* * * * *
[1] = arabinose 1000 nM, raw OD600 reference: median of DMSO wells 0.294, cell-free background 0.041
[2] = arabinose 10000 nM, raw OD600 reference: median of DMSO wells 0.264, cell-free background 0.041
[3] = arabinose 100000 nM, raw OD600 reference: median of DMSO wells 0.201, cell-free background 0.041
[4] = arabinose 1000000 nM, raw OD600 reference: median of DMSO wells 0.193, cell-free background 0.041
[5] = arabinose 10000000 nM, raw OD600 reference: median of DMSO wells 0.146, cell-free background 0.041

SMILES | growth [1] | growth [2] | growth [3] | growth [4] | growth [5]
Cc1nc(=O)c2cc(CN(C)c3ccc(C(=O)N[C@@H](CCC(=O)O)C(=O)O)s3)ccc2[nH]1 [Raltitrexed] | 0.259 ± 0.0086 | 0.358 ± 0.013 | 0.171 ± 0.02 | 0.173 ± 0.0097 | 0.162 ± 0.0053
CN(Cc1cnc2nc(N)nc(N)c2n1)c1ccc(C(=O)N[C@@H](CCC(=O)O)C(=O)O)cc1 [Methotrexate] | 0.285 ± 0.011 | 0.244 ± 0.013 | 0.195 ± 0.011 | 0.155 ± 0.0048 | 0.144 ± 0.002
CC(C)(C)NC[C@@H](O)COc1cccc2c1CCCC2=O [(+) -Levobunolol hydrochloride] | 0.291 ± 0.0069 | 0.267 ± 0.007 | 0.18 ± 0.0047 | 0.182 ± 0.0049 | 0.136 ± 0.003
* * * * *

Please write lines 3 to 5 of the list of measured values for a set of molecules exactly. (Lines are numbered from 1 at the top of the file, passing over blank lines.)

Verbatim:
[3] = arabinose 100000 nM, raw OD600 reference: median of DMSO wells 0.201, cell-free background 0.041
[4] = arabinose 1000000 nM, raw OD600 reference: median of DMSO wells 0.193, cell-free background 0.041
[5] = arabinose 10000000 nM, raw OD600 reference: median of DMSO wells 0.146, cell-free background 0.041